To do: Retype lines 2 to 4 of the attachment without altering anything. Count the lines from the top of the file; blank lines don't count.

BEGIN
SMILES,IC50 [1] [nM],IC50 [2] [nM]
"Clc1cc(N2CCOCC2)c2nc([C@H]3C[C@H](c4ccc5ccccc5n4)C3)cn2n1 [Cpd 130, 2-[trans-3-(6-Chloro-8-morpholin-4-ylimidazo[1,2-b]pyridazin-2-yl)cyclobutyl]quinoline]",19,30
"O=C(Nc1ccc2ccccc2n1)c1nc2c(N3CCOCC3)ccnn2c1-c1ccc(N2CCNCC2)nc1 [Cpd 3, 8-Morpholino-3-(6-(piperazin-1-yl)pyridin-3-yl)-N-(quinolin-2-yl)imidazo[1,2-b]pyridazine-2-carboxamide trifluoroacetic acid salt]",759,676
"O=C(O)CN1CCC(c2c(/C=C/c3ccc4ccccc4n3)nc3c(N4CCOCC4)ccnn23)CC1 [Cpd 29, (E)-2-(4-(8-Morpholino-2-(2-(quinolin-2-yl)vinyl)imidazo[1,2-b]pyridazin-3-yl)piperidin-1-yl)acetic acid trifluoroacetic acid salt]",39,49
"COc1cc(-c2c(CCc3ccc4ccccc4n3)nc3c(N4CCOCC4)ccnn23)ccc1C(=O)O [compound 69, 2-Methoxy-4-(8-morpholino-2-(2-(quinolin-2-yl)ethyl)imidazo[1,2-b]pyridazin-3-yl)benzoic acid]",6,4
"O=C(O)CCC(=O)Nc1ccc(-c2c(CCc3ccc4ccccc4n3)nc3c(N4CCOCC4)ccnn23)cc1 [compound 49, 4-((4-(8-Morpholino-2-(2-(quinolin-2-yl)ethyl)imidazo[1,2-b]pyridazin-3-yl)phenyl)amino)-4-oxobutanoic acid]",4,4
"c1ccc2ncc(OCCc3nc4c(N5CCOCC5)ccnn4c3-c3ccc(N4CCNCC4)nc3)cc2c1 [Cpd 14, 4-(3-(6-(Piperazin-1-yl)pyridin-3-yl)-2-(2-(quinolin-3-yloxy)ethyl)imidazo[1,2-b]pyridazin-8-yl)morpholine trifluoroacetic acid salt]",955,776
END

"Clc1cc(N2CCOCC2)c2nc([C@H]3C[C@H](c4ccc5ccccc5n4)C3)cn2n1 [Cpd 130, 2-[trans-3-(6-Chloro-8-morpholin-4-ylimidazo[1,2-b]pyridazin-2-yl)cyclobutyl]quinoline]",19,30
"O=C(Nc1ccc2ccccc2n1)c1nc2c(N3CCOCC3)ccnn2c1-c1ccc(N2CCNCC2)nc1 [Cpd 3, 8-Morpholino-3-(6-(piperazin-1-yl)pyridin-3-yl)-N-(quinolin-2-yl)imidazo[1,2-b]pyridazine-2-carboxamide trifluoroacetic acid salt]",759,676
"O=C(O)CN1CCC(c2c(/C=C/c3ccc4ccccc4n3)nc3c(N4CCOCC4)ccnn23)CC1 [Cpd 29, (E)-2-(4-(8-Morpholino-2-(2-(quinolin-2-yl)vinyl)imidazo[1,2-b]pyridazin-3-yl)piperidin-1-yl)acetic acid trifluoroacetic acid salt]",39,49